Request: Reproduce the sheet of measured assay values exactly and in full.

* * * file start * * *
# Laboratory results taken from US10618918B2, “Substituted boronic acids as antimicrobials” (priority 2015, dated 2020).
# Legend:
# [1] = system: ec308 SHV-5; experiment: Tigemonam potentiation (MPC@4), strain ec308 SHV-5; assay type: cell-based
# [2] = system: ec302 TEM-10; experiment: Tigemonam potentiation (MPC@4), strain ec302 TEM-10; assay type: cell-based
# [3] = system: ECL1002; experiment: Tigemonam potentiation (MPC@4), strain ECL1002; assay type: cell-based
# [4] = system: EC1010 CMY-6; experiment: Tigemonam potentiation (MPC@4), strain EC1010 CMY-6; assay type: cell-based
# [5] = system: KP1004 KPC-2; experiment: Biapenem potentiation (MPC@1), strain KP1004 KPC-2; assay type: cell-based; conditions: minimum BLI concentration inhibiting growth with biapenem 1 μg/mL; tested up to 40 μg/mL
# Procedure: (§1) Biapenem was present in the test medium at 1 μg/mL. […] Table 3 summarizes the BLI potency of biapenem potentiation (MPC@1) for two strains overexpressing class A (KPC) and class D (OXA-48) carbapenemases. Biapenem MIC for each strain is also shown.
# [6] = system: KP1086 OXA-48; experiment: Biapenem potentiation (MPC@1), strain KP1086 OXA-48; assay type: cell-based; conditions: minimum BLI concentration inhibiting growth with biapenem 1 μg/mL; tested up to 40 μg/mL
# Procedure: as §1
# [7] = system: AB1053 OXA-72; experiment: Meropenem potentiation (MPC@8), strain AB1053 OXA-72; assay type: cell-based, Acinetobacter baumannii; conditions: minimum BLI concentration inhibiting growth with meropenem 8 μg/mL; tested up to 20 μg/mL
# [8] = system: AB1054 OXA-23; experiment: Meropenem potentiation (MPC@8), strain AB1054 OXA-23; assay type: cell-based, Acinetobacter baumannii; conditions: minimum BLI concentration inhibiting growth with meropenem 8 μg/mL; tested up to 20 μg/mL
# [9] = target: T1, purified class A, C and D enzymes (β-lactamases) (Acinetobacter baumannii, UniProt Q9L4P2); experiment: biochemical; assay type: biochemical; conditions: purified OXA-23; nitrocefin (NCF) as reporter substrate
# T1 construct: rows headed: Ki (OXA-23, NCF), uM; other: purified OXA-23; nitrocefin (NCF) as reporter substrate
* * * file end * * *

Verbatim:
# Laboratory results taken from US10618918B2, “Substituted boronic acids as antimicrobials” (priority 2015, dated 2020).
# Legend:
# [1] = system: ec308 SHV-5; experiment: Tigemonam potentiation (MPC@4), strain ec308 SHV-5; assay type: cell-based
# [2] = system: ec302 TEM-10; experiment: Tigemonam potentiation (MPC@4), strain ec302 TEM-10; assay type: cell-based
# [3] = system: ECL1002; experiment: Tigemonam potentiation (MPC@4), strain ECL1002; assay type: cell-based
# [4] = system: EC1010 CMY-6; experiment: Tigemonam potentiation (MPC@4), strain EC1010 CMY-6; assay type: cell-based
# [5] = system: KP1004 KPC-2; experiment: Biapenem potentiation (MPC@1), strain KP1004 KPC-2; assay type: cell-based; conditions: minimum BLI concentration inhibiting growth with biapenem 1 μg/mL; tested up to 40 μg/mL
# Procedure: (§1) Biapenem was present in the test medium at 1 μg/mL. […] Table 3 summarizes the BLI potency of biapenem potentiation (MPC@1) for two strains overexpressing class A (KPC) and class D (OXA-48) carbapenemases. Biapenem MIC for each strain is also shown.
# [6] = system: KP1086 OXA-48; experiment: Biapenem potentiation (MPC@1), strain KP1086 OXA-48; assay type: cell-based; conditions: minimum BLI concentration inhibiting growth with biapenem 1 μg/mL; tested up to 40 μg/mL
# Procedure: as §1
# [7] = system: AB1053 OXA-72; experiment: Meropenem potentiation (MPC@8), strain AB1053 OXA-72; assay type: cell-based, Acinetobacter baumannii; conditions: minimum BLI concentration inhibiting growth with meropenem 8 μg/mL; tested up to 20 μg/mL
# [8] = system: AB1054 OXA-23; experiment: Meropenem potentiation (MPC@8), strain AB1054 OXA-23; assay type: cell-based, Acinetobacter baumannii; conditions: minimum BLI concentration inhibiting growth with meropenem 8 μg/mL; tested up to 20 μg/mL
# [9] = target: T1, purified class A, C and D enzymes (β-lactamases) (Acinetobacter baumannii, UniProt Q9L4P2); experiment: biochemical; assay type: biochemical; conditions: purified OXA-23; nitrocefin (NCF) as reporter substrate
# T1 construct: rows headed: Ki (OXA-23, NCF), uM; other: purified OXA-23; nitrocefin (NCF) as reporter substrate